At a cost of only $3,500, we changed the way the university operated and set the stage for a future of data-based decisions. We refined and focused our marketing and recruiting. (We now knew the important characteristics of who would be successful students, so why target anyone else?) Knowing the background factors that led to student success, we started to support students in those areas. For example, no previous coursework in science, technology, engineering or math (STEM) resulted in no admissions. That meant that matriculated students who were weak in STEM needed increased attention and support in order to increase their chances for success.

After the success of this data analytics project we made the investments that led to a comprehensive, advanced analytics student support model that helped us identify at-risk students so that we could turn the massive resources of the university on those students and help them succeed.

Oh yes, and the IT team was the group of geniuses that had delivered these amazing results.

Data analytics project: Getting started

If this interests you, here is how you can start. First, think of a few gnarly problems that have vexed your organization for a long time. These problems could be customer retention, manufacturing yields, demand predictions, marketing targets, et cetera. Next, look at the data available to solve the problem.

  • Do you have the data you might need?
  • In what form is the data?
  • What data are you missing and how can you fill any gaps?

Then, find a willing group to develop your model. There are data contest sites. There are local universities looking for student projects. There are local big data/data scientist user groups that can get you started. And, if you do not have the data to solve your gnarly problem, you are out a small amount of money and you can try again.

One more thing: As we built out our advanced analytics competencies at the university, we never did make a major investment in any type of big data infrastructure or environment. It required massive amounts of compute power to run our "students-at-risk" model, but since we only ran that model every two weeks, we rented that compute power in the cloud for some hours twice a month. We paid about $3,000 a month to run a model that consumed around 2,000 data elements for over 50,000 students. A bargain, even for something that generated low value. In fact, in our case it was an honest to goodness steal, since this model improved student retention by ten percentage points and generated tens of millions of dollars in savings. You can do the same.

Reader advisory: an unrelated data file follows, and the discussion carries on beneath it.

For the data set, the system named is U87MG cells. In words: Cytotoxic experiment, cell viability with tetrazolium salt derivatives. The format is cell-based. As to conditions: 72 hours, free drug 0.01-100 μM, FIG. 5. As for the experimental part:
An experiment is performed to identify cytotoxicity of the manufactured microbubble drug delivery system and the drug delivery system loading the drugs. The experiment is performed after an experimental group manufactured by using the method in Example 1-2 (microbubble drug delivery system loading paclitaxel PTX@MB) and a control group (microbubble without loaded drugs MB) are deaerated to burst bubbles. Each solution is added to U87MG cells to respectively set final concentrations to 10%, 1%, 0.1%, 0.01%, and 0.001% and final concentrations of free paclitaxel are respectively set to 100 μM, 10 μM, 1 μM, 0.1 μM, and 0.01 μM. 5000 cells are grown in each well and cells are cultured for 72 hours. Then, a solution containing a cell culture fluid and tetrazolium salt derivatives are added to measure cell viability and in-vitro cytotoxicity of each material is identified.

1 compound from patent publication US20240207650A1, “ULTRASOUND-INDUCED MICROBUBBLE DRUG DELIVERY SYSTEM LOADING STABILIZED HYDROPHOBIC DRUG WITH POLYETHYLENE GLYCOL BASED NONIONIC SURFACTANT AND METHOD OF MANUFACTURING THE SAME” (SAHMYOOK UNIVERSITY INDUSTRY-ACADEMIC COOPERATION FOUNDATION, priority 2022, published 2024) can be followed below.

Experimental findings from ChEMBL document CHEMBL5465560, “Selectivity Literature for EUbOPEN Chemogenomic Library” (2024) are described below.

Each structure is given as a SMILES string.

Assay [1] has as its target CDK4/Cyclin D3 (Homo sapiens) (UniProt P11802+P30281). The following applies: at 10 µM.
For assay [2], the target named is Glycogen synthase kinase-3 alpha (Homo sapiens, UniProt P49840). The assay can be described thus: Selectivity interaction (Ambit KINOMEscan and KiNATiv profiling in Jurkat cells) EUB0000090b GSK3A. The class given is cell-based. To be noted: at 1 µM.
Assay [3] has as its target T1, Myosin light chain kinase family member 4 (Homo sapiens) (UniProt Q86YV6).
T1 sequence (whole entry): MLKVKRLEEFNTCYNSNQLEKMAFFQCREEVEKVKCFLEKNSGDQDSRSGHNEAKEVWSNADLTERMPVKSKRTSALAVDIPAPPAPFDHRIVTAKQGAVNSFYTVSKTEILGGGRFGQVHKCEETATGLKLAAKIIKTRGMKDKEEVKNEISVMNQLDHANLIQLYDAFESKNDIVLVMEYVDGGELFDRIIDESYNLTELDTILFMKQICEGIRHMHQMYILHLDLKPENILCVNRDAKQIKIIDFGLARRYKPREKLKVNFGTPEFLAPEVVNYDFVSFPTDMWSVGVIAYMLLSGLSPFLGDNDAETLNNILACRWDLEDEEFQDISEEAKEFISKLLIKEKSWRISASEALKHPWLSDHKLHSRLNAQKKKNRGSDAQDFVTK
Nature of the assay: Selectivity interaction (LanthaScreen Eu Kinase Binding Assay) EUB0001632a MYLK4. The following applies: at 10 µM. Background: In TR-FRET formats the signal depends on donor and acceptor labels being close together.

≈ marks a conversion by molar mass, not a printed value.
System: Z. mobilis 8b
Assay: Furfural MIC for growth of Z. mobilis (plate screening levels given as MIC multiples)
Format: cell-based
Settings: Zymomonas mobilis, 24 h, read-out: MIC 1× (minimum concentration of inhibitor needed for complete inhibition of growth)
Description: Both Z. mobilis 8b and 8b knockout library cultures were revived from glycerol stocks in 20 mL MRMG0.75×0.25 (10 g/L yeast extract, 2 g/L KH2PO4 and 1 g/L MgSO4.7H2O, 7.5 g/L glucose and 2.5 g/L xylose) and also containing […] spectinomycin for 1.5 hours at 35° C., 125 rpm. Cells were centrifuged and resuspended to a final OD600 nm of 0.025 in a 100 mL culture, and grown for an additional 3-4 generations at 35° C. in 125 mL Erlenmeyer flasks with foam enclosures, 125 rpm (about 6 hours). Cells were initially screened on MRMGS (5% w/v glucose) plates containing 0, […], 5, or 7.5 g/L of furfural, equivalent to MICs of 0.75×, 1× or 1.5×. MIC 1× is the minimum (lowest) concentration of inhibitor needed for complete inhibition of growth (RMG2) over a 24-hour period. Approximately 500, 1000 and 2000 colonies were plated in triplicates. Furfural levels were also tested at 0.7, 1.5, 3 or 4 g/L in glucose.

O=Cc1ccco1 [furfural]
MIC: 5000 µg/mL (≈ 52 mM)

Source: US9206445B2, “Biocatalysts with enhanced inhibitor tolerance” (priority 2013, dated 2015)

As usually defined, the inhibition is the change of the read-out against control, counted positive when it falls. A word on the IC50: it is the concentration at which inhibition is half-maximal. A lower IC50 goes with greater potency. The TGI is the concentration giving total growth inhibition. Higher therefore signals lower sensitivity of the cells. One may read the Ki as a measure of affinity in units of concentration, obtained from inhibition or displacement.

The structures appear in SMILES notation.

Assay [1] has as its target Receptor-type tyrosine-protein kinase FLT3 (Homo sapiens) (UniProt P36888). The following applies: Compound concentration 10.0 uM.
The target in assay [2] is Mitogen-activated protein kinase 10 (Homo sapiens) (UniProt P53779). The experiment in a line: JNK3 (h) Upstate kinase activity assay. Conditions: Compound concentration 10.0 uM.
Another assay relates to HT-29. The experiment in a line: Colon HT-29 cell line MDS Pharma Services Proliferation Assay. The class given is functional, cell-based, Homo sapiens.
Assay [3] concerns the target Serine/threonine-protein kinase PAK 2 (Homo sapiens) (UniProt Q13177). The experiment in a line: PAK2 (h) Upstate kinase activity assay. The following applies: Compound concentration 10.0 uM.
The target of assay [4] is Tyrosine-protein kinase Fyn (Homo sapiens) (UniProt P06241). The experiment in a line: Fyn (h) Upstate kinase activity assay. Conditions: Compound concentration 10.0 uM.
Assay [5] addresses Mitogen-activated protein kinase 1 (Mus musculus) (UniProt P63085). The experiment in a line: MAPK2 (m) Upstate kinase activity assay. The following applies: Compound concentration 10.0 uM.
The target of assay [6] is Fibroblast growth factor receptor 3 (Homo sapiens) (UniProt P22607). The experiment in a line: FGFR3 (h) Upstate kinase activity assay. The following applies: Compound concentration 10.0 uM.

About the author:
Niel Nickolaisen is CTO at O.C. Tanner Co., a human resources consulting company based in Salt Lake City that designs and implements employee recognition programs. A frequent writer and speaker on transforming IT and IT leadership, Nickolaisen holds an M.S. in engineering from MIT, as well as an MBA degree and a B.S. in physics from Utah State University. You can contact Nickolaisen at nnick@octanner.com.

Next Steps

Recent columns by Niel:

Untested DR/BC plans are a recipe for disaster

ITSM, digital-style

The 21st century data center is no place for CIOS

This was last published in January 2016

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Niel used crowdsourcing to help get his data analytics project off the ground. What are some other creative (and cheap) ways to do advanced analytics?
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I wonder how important cost really is these days and what the actual ROI can be for companies that do a data analytics program well?

--KB

Karen J. Bannan, commenting on behalf of IDG and Infomatica.